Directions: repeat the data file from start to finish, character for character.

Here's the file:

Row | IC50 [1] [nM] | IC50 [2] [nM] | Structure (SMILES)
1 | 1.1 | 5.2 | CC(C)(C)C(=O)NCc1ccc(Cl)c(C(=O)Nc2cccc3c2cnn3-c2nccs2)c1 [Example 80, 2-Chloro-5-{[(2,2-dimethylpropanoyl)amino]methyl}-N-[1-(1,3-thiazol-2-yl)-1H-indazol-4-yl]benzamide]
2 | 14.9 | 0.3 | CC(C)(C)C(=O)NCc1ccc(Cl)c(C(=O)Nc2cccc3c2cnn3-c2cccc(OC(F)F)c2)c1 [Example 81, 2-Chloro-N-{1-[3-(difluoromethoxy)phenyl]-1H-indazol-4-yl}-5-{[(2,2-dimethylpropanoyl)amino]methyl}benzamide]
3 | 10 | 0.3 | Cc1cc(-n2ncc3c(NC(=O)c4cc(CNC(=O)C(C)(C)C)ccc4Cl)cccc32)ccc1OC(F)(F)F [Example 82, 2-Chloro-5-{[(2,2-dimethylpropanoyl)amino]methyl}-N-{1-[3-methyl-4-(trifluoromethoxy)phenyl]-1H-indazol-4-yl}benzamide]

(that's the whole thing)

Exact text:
Row | IC50 [1] [nM] | IC50 [2] [nM] | Structure (SMILES)
1 | 1.1 | 5.2 | CC(C)(C)C(=O)NCc1ccc(Cl)c(C(=O)Nc2cccc3c2cnn3-c2nccs2)c1 [Example 80, 2-Chloro-5-{[(2,2-dimethylpropanoyl)amino]methyl}-N-[1-(1,3-thiazol-2-yl)-1H-indazol-4-yl]benzamide]
2 | 14.9 | 0.3 | CC(C)(C)C(=O)NCc1ccc(Cl)c(C(=O)Nc2cccc3c2cnn3-c2cccc(OC(F)F)c2)c1 [Example 81, 2-Chloro-N-{1-[3-(difluoromethoxy)phenyl]-1H-indazol-4-yl}-5-{[(2,2-dimethylpropanoyl)amino]methyl}benzamide]
3 | 10 | 0.3 | Cc1cc(-n2ncc3c(NC(=O)c4cc(CNC(=O)C(C)(C)C)ccc4Cl)cccc32)ccc1OC(F)(F)F [Example 82, 2-Chloro-5-{[(2,2-dimethylpropanoyl)amino]methyl}-N-{1-[3-methyl-4-(trifluoromethoxy)phenyl]-1H-indazol-4-yl}benzamide]